Director, Hunter James Kelly Research Institute; Professor of Neurology and Biochemistry
Developmental Neurology; Neurology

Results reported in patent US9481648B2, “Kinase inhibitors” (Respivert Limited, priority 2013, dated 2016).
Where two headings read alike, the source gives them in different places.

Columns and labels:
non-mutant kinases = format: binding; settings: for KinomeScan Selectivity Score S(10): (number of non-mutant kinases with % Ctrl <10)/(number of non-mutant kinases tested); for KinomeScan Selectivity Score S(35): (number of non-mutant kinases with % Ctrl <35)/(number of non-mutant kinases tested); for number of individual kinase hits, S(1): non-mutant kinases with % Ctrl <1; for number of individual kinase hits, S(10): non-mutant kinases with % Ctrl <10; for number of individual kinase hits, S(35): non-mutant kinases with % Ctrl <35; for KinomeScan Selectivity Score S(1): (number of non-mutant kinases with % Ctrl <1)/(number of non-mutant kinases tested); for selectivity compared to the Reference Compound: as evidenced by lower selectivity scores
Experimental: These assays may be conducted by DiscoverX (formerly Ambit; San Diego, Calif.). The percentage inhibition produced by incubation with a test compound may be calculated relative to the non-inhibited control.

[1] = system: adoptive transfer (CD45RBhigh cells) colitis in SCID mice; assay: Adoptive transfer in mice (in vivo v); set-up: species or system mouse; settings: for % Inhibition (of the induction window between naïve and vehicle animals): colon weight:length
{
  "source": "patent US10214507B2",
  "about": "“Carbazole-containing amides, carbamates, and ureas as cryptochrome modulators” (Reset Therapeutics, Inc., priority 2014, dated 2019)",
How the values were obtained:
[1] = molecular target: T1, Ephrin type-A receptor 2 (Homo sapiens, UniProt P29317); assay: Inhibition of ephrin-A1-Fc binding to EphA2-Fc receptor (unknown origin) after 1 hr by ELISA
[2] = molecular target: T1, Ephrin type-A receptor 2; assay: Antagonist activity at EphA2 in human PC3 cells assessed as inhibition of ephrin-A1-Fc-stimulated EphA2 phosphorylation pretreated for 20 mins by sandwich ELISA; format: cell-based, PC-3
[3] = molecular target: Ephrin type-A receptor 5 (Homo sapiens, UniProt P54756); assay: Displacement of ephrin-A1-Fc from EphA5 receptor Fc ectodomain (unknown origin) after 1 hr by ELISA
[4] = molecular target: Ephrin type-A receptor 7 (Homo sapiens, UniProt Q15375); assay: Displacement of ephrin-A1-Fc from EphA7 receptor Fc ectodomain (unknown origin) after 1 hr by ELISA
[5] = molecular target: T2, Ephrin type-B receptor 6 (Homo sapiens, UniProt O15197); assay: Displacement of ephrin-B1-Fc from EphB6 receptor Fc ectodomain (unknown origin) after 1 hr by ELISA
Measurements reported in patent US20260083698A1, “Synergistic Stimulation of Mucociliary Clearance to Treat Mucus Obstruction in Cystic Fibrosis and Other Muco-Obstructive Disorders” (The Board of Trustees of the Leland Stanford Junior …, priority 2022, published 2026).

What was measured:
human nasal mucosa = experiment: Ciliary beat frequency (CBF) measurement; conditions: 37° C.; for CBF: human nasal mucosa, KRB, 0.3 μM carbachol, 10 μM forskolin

My laboratory has a longstanding interest in myelin and its diseases. Myelin surrounds large axons and permits rapid conduction of signals. It is formed by oligodendrocytes in the central nervous system, and Schwann cells in the peripheral nervous system. During development, these cells migrate with the axons that they will myelinate, and depend on those same axons for appropriate signals to survive and differentiate. Myelin-forming glia coordinately express a unique set of genes encoding myelin structural proteins, and enzymes that synthesize myelin lipids-this coordination is in large part transcriptionally-mediated. Given the unique three dimensional transformation of the cell required for myelination, many of the involved proteins include adhesion among their functions. Therefore, our projects include studies of transcriptional regulation, axonal signals to myelinating glia, the role of adhesion in myelination and the characterization of animal models of human demyelinating diseases.